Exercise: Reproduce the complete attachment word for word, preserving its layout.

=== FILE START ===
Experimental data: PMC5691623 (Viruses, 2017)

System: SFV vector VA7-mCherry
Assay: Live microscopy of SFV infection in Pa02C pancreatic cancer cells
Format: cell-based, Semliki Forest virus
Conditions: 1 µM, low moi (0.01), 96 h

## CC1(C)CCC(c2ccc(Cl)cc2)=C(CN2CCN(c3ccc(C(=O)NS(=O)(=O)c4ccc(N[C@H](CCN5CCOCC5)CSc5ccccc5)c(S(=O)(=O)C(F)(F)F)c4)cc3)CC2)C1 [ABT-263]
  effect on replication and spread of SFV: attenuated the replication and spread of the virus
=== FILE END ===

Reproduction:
Experimental data: PMC5691623 (Viruses, 2017)

System: SFV vector VA7-mCherry
Assay: Live microscopy of SFV infection in Pa02C pancreatic cancer cells
Format: cell-based, Semliki Forest virus
Conditions: 1 µM, low moi (0.01), 96 h

## CC1(C)CCC(c2ccc(Cl)cc2)=C(CN2CCN(c3ccc(C(=O)NS(=O)(=O)c4ccc(N[C@H](CCN5CCOCC5)CSc5ccccc5)c(S(=O)(=O)C(F)(F)F)c4)cc3)CC2)C1 [ABT-263]
  effect on replication and spread of SFV: attenuated the replication and spread of the virus